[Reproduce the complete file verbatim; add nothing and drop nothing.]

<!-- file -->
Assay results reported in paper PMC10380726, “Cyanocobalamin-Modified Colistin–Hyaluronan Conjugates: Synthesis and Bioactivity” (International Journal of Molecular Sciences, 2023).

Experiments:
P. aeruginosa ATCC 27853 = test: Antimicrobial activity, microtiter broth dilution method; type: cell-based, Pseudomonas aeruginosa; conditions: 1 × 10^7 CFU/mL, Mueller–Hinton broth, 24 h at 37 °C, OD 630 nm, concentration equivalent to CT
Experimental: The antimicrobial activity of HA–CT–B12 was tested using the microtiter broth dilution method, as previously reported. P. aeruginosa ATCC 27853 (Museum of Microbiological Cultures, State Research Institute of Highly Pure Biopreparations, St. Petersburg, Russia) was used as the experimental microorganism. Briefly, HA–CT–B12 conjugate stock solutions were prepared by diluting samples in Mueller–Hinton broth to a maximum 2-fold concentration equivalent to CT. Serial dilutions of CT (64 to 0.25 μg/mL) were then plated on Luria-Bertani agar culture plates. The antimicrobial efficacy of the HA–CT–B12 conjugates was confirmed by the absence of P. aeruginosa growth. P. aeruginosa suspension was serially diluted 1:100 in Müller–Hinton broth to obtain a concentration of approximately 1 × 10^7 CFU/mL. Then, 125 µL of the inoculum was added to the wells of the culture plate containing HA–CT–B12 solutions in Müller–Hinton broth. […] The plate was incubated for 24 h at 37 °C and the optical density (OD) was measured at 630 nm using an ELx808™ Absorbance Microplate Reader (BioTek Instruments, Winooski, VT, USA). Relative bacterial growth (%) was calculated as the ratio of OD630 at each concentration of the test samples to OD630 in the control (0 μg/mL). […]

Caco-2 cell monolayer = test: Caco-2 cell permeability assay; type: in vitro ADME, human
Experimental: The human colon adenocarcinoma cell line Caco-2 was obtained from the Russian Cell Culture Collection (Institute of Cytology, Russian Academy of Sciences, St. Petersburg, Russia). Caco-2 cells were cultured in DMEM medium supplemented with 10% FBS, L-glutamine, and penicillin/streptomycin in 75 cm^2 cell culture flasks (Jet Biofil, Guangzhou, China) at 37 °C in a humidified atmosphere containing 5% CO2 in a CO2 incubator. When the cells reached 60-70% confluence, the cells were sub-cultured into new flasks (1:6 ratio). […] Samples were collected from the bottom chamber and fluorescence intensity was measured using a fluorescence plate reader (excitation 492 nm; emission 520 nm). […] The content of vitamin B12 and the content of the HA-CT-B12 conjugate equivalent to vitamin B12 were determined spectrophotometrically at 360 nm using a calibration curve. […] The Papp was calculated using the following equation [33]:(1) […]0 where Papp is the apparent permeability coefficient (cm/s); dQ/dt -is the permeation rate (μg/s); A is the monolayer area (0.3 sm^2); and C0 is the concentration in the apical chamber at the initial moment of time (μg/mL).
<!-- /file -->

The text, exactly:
Assay results reported in paper PMC10380726, “Cyanocobalamin-Modified Colistin–Hyaluronan Conjugates: Synthesis and Bioactivity” (International Journal of Molecular Sciences, 2023).

Experiments:
P. aeruginosa ATCC 27853 = test: Antimicrobial activity, microtiter broth dilution method; type: cell-based, Pseudomonas aeruginosa; conditions: 1 × 10^7 CFU/mL, Mueller–Hinton broth, 24 h at 37 °C, OD 630 nm, concentration equivalent to CT
Experimental: The antimicrobial activity of HA–CT–B12 was tested using the microtiter broth dilution method, as previously reported. P. aeruginosa ATCC 27853 (Museum of Microbiological Cultures, State Research Institute of Highly Pure Biopreparations, St. Petersburg, Russia) was used as the experimental microorganism. Briefly, HA–CT–B12 conjugate stock solutions were prepared by diluting samples in Mueller–Hinton broth to a maximum 2-fold concentration equivalent to CT. Serial dilutions of CT (64 to 0.25 μg/mL) were then plated on Luria-Bertani agar culture plates. The antimicrobial efficacy of the HA–CT–B12 conjugates was confirmed by the absence of P. aeruginosa growth. P. aeruginosa suspension was serially diluted 1:100 in Müller–Hinton broth to obtain a concentration of approximately 1 × 10^7 CFU/mL. Then, 125 µL of the inoculum was added to the wells of the culture plate containing HA–CT–B12 solutions in Müller–Hinton broth. […] The plate was incubated for 24 h at 37 °C and the optical density (OD) was measured at 630 nm using an ELx808™ Absorbance Microplate Reader (BioTek Instruments, Winooski, VT, USA). Relative bacterial growth (%) was calculated as the ratio of OD630 at each concentration of the test samples to OD630 in the control (0 μg/mL). […]

Caco-2 cell monolayer = test: Caco-2 cell permeability assay; type: in vitro ADME, human
Experimental: The human colon adenocarcinoma cell line Caco-2 was obtained from the Russian Cell Culture Collection (Institute of Cytology, Russian Academy of Sciences, St. Petersburg, Russia). Caco-2 cells were cultured in DMEM medium supplemented with 10% FBS, L-glutamine, and penicillin/streptomycin in 75 cm^2 cell culture flasks (Jet Biofil, Guangzhou, China) at 37 °C in a humidified atmosphere containing 5% CO2 in a CO2 incubator. When the cells reached 60-70% confluence, the cells were sub-cultured into new flasks (1:6 ratio). […] Samples were collected from the bottom chamber and fluorescence intensity was measured using a fluorescence plate reader (excitation 492 nm; emission 520 nm). […] The content of vitamin B12 and the content of the HA-CT-B12 conjugate equivalent to vitamin B12 were determined spectrophotometrically at 360 nm using a calibration curve. […] The Papp was calculated using the following equation [33]:(1) […]0 where Papp is the apparent permeability coefficient (cm/s); dQ/dt -is the permeation rate (μg/s); A is the monolayer area (0.3 sm^2); and C0 is the concentration in the apical chamber at the initial moment of time (μg/mL).